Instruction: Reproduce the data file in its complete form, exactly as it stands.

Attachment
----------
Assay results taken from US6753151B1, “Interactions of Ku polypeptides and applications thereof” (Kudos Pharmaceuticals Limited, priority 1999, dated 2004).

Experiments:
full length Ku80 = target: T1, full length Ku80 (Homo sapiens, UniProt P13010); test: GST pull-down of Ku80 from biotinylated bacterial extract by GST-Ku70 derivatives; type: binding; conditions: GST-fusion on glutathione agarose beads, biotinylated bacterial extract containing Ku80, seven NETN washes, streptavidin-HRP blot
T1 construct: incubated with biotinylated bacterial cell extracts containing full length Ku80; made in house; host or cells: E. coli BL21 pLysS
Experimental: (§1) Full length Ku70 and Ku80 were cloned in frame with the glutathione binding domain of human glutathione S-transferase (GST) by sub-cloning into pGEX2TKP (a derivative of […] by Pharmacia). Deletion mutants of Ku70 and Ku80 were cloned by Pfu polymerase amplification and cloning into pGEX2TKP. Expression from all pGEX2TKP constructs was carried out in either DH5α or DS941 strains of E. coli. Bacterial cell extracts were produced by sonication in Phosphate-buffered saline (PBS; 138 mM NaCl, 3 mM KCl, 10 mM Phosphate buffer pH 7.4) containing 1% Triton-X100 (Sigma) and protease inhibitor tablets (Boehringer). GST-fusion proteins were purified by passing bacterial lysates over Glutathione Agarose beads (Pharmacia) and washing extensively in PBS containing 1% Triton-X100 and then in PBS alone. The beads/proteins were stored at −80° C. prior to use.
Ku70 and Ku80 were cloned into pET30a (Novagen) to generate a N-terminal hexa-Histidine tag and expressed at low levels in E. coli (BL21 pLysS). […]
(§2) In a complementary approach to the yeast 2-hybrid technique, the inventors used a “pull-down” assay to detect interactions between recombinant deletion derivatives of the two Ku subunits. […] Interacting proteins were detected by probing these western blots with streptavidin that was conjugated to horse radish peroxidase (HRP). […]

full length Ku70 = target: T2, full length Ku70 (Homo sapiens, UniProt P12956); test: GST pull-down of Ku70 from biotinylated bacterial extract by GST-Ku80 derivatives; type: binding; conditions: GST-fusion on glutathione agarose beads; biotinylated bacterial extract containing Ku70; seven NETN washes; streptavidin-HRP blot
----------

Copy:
Assay results taken from US6753151B1, “Interactions of Ku polypeptides and applications thereof” (Kudos Pharmaceuticals Limited, priority 1999, dated 2004).

Experiments:
full length Ku80 = target: T1, full length Ku80 (Homo sapiens, UniProt P13010); test: GST pull-down of Ku80 from biotinylated bacterial extract by GST-Ku70 derivatives; type: binding; conditions: GST-fusion on glutathione agarose beads, biotinylated bacterial extract containing Ku80, seven NETN washes, streptavidin-HRP blot
T1 construct: incubated with biotinylated bacterial cell extracts containing full length Ku80; made in house; host or cells: E. coli BL21 pLysS
Experimental: (§1) Full length Ku70 and Ku80 were cloned in frame with the glutathione binding domain of human glutathione S-transferase (GST) by sub-cloning into pGEX2TKP (a derivative of […] by Pharmacia). Deletion mutants of Ku70 and Ku80 were cloned by Pfu polymerase amplification and cloning into pGEX2TKP. Expression from all pGEX2TKP constructs was carried out in either DH5α or DS941 strains of E. coli. Bacterial cell extracts were produced by sonication in Phosphate-buffered saline (PBS; 138 mM NaCl, 3 mM KCl, 10 mM Phosphate buffer pH 7.4) containing 1% Triton-X100 (Sigma) and protease inhibitor tablets (Boehringer). GST-fusion proteins were purified by passing bacterial lysates over Glutathione Agarose beads (Pharmacia) and washing extensively in PBS containing 1% Triton-X100 and then in PBS alone. The beads/proteins were stored at −80° C. prior to use.
Ku70 and Ku80 were cloned into pET30a (Novagen) to generate a N-terminal hexa-Histidine tag and expressed at low levels in E. coli (BL21 pLysS). […]
(§2) In a complementary approach to the yeast 2-hybrid technique, the inventors used a “pull-down” assay to detect interactions between recombinant deletion derivatives of the two Ku subunits. […] Interacting proteins were detected by probing these western blots with streptavidin that was conjugated to horse radish peroxidase (HRP). […]

full length Ku70 = target: T2, full length Ku70 (Homo sapiens, UniProt P12956); test: GST pull-down of Ku70 from biotinylated bacterial extract by GST-Ku80 derivatives; type: binding; conditions: GST-fusion on glutathione agarose beads; biotinylated bacterial extract containing Ku70; seven NETN washes; streptavidin-HRP blot